A brief history of Lactobacillus buchneri NCIMB 40788.
In the mid 1990s, the world-renowned Dutch institute of animal health and animal production (ID-DLO) presented data from trials carried out on corn silage with a novel lactic bacterium. The data presented showed the treated silages were significantly more aerobically stable than the untreated controls when opened, with reduced heating and dry matter (DM) losses from spoilage. The organism involved was Lactobacillus buchneri strain 40788, and the data released highlighted the differences in stability shown in the trials were significantly greater than those achieved by other inoculants on the market at that point time.
This experiment began intensive research to answer key questions. First, would the effect be reproduced over a range of conditions and crops? After trials on a range of crops in a number of countries, the answer is an emphatic “yes!” However, the organism needed to be applied at higher levels than traditional inoculants at the time. Second, could the organism be manufactured efficiently to produce cost-effective products? This took some time, but it has been achieved after extensive production optimization research. Third, would silages treated with L. Buchneri 40788 perform well when fed to high-producing dairy cows?
Data from feeding trials also showed that L. buchneri 40788-treated silages are highly palatable and can increase milk and meat production. Finally, it was vital to fully understand the mode of action that gave L. buchneri this unique characteristic in improving aerobic stability of many silages. Eventually the puzzle was solved, L. buchneri had the ability to produce small amounts of acetic acid and other compounds all of which actively inhibit yeast and mold growth, the two main organisms that cause silage to heat and spoil.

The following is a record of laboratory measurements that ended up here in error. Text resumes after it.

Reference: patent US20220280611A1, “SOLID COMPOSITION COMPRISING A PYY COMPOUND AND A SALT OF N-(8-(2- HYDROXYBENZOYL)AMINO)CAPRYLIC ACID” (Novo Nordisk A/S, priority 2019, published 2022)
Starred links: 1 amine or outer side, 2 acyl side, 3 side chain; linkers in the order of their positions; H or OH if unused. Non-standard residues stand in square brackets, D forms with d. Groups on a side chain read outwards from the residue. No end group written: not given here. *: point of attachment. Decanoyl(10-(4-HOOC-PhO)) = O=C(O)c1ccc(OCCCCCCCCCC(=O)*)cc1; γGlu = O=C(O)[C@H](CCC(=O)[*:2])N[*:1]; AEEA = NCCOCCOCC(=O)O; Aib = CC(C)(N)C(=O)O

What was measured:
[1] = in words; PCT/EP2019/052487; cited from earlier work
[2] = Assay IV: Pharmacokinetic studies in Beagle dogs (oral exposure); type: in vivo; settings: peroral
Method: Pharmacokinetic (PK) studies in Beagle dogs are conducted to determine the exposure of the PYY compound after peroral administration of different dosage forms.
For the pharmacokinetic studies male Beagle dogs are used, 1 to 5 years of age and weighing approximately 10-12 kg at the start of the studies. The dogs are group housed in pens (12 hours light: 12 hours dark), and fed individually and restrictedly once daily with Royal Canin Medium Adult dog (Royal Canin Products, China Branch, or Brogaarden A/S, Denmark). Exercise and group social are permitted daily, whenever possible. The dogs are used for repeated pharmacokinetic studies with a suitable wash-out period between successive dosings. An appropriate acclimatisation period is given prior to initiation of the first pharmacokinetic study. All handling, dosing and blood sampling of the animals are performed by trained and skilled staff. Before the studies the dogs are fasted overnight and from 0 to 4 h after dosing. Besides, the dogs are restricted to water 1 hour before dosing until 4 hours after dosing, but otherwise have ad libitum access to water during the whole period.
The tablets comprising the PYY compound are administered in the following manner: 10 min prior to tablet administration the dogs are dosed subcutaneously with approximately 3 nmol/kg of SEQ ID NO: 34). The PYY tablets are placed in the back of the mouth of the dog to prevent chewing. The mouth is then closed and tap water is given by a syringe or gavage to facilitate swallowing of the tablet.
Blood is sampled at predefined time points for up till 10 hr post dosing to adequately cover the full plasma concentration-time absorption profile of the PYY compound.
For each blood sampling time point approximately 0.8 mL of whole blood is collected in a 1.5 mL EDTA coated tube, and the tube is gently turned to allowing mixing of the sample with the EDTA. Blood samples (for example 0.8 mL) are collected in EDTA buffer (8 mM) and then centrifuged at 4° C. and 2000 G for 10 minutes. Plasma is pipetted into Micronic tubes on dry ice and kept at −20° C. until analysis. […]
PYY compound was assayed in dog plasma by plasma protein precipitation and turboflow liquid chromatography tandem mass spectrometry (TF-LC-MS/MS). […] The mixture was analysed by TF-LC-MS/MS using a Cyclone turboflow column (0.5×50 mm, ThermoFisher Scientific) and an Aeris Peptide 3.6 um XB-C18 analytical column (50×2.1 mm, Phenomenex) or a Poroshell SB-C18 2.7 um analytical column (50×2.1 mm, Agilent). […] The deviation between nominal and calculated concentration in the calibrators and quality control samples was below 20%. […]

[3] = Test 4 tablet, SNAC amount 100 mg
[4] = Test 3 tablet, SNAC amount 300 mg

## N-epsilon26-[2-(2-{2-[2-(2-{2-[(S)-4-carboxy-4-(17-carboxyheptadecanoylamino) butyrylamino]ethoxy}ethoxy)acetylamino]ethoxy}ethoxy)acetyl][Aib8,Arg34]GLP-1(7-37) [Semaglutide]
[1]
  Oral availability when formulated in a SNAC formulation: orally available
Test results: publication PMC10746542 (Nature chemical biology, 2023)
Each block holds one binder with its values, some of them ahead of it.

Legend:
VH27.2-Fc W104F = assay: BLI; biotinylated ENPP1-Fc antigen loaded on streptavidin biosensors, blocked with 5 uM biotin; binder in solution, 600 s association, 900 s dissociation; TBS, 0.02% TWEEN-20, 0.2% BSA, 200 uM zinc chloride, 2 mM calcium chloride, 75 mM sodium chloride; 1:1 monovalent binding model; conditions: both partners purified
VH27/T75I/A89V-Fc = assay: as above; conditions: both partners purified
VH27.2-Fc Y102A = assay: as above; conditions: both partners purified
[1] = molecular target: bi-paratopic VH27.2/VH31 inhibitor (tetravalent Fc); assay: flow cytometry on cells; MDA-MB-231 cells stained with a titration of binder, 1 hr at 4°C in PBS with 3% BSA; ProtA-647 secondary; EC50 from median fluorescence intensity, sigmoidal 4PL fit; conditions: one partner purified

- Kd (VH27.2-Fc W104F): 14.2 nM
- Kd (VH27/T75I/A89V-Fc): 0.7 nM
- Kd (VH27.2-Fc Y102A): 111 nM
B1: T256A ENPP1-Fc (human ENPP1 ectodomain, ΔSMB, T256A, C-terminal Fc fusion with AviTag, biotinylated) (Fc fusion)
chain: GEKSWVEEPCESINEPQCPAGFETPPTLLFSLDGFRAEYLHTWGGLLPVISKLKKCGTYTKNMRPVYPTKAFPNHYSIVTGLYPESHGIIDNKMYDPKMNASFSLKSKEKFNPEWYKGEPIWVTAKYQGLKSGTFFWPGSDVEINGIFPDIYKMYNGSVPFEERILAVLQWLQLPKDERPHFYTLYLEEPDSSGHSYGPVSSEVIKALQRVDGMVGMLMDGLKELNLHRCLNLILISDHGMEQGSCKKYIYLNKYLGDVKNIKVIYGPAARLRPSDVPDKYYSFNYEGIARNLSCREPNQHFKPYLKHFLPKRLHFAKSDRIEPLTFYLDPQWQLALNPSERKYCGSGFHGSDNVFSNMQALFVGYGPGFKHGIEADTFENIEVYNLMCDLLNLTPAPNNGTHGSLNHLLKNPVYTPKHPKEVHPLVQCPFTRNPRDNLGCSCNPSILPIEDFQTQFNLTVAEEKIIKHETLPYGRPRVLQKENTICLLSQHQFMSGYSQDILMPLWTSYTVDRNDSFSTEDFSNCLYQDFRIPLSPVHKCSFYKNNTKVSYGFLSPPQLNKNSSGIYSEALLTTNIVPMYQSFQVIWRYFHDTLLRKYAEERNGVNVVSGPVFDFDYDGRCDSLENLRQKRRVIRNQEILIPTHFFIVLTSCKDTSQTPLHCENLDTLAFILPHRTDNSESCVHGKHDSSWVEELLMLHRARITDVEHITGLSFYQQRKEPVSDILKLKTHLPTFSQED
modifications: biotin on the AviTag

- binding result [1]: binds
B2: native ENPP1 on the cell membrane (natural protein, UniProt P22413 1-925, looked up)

L. buchneri 40788 was registered for the European and U.S. markets in the late 1990s and early 2000s and has been in practical use first under the Biotal brand. It was extremely successful, saving farmers huge amounts of DM and reducing the need to buy more purchased feed or silage to make up for spoilage losses. The bacterium was patented in conjunction with ID-DLO, and, in 2001, Lallemand Animal Nutrition launched itss Lalsil range of inoculants, which included L. buchneri globally — meaning producers across the world could take advantage of the bacterium’s unique properties.
The only downside of Lactobacillus buchneri was the silage is required to remain sealed for at least 45 days, limiting the flexibility to use forage quickly.
Since its launch more than 20 years ago L. buchneri NCIMB 40788 changed and influenced the way many producers make silage. Dry matter of forages has increased — making them of better feed and energy quality. Producers were confident the silage would not heat or spoil, despite being drier. Moreover, Lallemand’s commitment to R&D led to a 10-year research project, which was designed to find a new bacterium that could be used in conjunction with the gold standard L. buchneri NCIMB 40788 to help reduce the numbers of days aerobic stability could be guaranteed. Launched in 2018, the MAGNIVA Platinum range contained a newly discover bacterium, L. hilgardii CNCM 4785. In conjunction with L. buchneri 40788, improves preservation and aerobic stability significantly over a wide range of forage types after just 15 days ensiling. This gives producers far more flexibility to utilize the silage when they need it, without compromising silage stability.